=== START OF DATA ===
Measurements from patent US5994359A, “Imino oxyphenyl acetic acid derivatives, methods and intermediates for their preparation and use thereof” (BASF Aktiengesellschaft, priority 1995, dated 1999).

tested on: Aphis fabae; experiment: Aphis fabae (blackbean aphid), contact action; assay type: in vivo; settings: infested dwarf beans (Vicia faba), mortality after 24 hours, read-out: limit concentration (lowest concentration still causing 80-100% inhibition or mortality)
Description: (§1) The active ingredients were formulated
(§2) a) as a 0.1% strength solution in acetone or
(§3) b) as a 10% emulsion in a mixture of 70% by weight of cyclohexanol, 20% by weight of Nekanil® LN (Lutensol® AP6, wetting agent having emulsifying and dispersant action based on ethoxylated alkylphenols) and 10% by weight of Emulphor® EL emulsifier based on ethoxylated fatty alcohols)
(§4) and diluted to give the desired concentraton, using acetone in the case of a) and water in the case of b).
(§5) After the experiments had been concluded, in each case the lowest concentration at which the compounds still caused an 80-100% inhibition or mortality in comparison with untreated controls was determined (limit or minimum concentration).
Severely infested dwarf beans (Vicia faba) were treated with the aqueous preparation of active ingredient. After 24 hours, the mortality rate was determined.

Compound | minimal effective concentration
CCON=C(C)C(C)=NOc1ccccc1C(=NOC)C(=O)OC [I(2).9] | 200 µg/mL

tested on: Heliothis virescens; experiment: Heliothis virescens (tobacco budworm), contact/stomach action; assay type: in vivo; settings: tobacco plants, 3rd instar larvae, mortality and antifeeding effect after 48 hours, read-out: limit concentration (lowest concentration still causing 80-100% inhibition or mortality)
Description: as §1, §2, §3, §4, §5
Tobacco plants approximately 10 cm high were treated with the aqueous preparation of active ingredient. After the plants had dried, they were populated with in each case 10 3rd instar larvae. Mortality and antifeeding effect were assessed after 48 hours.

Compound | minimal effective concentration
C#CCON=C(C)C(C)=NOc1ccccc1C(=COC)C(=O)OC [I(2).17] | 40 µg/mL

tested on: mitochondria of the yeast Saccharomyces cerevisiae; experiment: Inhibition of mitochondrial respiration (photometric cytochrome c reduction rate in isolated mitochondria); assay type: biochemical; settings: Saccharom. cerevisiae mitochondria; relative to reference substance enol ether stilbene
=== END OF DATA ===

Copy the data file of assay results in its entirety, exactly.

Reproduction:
Measurements from patent US5994359A, “Imino oxyphenyl acetic acid derivatives, methods and intermediates for their preparation and use thereof” (BASF Aktiengesellschaft, priority 1995, dated 1999).

tested on: Aphis fabae; experiment: Aphis fabae (blackbean aphid), contact action; assay type: in vivo; settings: infested dwarf beans (Vicia faba), mortality after 24 hours, read-out: limit concentration (lowest concentration still causing 80-100% inhibition or mortality)
Description: (§1) The active ingredients were formulated
(§2) a) as a 0.1% strength solution in acetone or
(§3) b) as a 10% emulsion in a mixture of 70% by weight of cyclohexanol, 20% by weight of Nekanil® LN (Lutensol® AP6, wetting agent having emulsifying and dispersant action based on ethoxylated alkylphenols) and 10% by weight of Emulphor® EL emulsifier based on ethoxylated fatty alcohols)
(§4) and diluted to give the desired concentraton, using acetone in the case of a) and water in the case of b).
(§5) After the experiments had been concluded, in each case the lowest concentration at which the compounds still caused an 80-100% inhibition or mortality in comparison with untreated controls was determined (limit or minimum concentration).
Severely infested dwarf beans (Vicia faba) were treated with the aqueous preparation of active ingredient. After 24 hours, the mortality rate was determined.

Compound | minimal effective concentration
CCON=C(C)C(C)=NOc1ccccc1C(=NOC)C(=O)OC [I(2).9] | 200 µg/mL

tested on: Heliothis virescens; experiment: Heliothis virescens (tobacco budworm), contact/stomach action; assay type: in vivo; settings: tobacco plants, 3rd instar larvae, mortality and antifeeding effect after 48 hours, read-out: limit concentration (lowest concentration still causing 80-100% inhibition or mortality)
Description: as §1, §2, §3, §4, §5
Tobacco plants approximately 10 cm high were treated with the aqueous preparation of active ingredient. After the plants had dried, they were populated with in each case 10 3rd instar larvae. Mortality and antifeeding effect were assessed after 48 hours.

Compound | minimal effective concentration
C#CCON=C(C)C(C)=NOc1ccccc1C(=COC)C(=O)OC [I(2).17] | 40 µg/mL

tested on: mitochondria of the yeast Saccharomyces cerevisiae; experiment: Inhibition of mitochondrial respiration (photometric cytochrome c reduction rate in isolated mitochondria); assay type: biochemical; settings: Saccharom. cerevisiae mitochondria; relative to reference substance enol ether stilbene